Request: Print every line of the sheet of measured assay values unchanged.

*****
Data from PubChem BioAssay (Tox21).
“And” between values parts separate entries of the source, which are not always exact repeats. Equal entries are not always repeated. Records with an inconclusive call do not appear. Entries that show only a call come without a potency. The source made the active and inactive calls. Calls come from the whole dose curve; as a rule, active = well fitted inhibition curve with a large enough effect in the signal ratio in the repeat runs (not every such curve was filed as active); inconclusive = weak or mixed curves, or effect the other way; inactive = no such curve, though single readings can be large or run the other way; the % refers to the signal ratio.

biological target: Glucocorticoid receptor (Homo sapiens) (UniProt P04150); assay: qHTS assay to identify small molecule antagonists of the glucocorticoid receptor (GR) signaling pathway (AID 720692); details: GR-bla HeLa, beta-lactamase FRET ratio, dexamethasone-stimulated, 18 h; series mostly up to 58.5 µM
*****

Data from PubChem BioAssay (Tox21).
“And” between values parts separate entries of the source, which are not always exact repeats. Equal entries are not always repeated. Records with an inconclusive call do not appear. Entries that show only a call come without a potency. The source made the active and inactive calls. Calls come from the whole dose curve; as a rule, active = well fitted inhibition curve with a large enough effect in the signal ratio in the repeat runs (not every such curve was filed as active); inconclusive = weak or mixed curves, or effect the other way; inactive = no such curve, though single readings can be large or run the other way; the % refers to the signal ratio.

biological target: Glucocorticoid receptor (Homo sapiens) (UniProt P04150); assay: qHTS assay to identify small molecule antagonists of the glucocorticoid receptor (GR) signaling pathway (AID 720692); details: GR-bla HeLa, beta-lactamase FRET ratio, dexamethasone-stimulated, 18 h; series mostly up to 58.5 µM